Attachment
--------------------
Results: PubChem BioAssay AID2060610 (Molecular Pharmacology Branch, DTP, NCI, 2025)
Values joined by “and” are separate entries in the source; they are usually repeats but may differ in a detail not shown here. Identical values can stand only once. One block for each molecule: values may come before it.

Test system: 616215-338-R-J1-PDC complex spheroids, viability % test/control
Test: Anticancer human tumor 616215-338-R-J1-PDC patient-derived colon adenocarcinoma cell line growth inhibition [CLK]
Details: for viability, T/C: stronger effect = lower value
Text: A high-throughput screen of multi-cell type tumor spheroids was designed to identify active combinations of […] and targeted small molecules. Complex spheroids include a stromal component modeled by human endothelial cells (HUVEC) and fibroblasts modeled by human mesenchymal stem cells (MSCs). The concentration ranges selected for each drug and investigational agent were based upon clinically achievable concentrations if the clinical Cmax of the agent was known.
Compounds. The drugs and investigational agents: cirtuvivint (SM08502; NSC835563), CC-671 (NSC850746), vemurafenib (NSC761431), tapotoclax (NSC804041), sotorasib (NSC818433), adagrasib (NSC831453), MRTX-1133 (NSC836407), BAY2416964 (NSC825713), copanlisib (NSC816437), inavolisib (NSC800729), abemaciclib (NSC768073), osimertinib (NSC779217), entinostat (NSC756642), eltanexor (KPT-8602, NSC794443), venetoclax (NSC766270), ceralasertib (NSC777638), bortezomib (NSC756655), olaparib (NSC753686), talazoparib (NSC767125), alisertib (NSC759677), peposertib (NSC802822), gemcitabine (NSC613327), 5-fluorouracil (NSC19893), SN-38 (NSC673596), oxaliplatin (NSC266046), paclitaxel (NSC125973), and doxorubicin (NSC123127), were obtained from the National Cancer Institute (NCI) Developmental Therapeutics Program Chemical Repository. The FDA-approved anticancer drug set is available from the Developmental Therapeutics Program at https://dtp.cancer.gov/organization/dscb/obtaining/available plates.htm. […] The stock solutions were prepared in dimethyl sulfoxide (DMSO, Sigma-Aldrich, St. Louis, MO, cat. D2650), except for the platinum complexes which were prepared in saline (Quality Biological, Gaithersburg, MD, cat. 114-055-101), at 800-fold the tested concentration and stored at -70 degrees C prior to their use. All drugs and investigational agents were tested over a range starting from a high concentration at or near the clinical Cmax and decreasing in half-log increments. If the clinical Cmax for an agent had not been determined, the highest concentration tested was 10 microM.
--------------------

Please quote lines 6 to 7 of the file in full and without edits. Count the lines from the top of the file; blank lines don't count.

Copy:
Text: A high-throughput screen of multi-cell type tumor spheroids was designed to identify active combinations of […] and targeted small molecules. Complex spheroids include a stromal component modeled by human endothelial cells (HUVEC) and fibroblasts modeled by human mesenchymal stem cells (MSCs). The concentration ranges selected for each drug and investigational agent were based upon clinically achievable concentrations if the clinical Cmax of the agent was known.
Compounds. The drugs and investigational agents: cirtuvivint (SM08502; NSC835563), CC-671 (NSC850746), vemurafenib (NSC761431), tapotoclax (NSC804041), sotorasib (NSC818433), adagrasib (NSC831453), MRTX-1133 (NSC836407), BAY2416964 (NSC825713), copanlisib (NSC816437), inavolisib (NSC800729), abemaciclib (NSC768073), osimertinib (NSC779217), entinostat (NSC756642), eltanexor (KPT-8602, NSC794443), venetoclax (NSC766270), ceralasertib (NSC777638), bortezomib (NSC756655), olaparib (NSC753686), talazoparib (NSC767125), alisertib (NSC759677), peposertib (NSC802822), gemcitabine (NSC613327), 5-fluorouracil (NSC19893), SN-38 (NSC673596), oxaliplatin (NSC266046), paclitaxel (NSC125973), and doxorubicin (NSC123127), were obtained from the National Cancer Institute (NCI) Developmental Therapeutics Program Chemical Repository. The FDA-approved anticancer drug set is available from the Developmental Therapeutics Program at https://dtp.cancer.gov/organization/dscb/obtaining/available plates.htm. […] The stock solutions were prepared in dimethyl sulfoxide (DMSO, Sigma-Aldrich, St. Louis, MO, cat. D2650), except for the platinum complexes which were prepared in saline (Quality Biological, Gaithersburg, MD, cat. 114-055-101), at 800-fold the tested concentration and stored at -70 degrees C prior to their use. All drugs and investigational agents were tested over a range starting from a high concentration at or near the clinical Cmax and decreasing in half-log increments. If the clinical Cmax for an agent had not been determined, the highest concentration tested was 10 microM.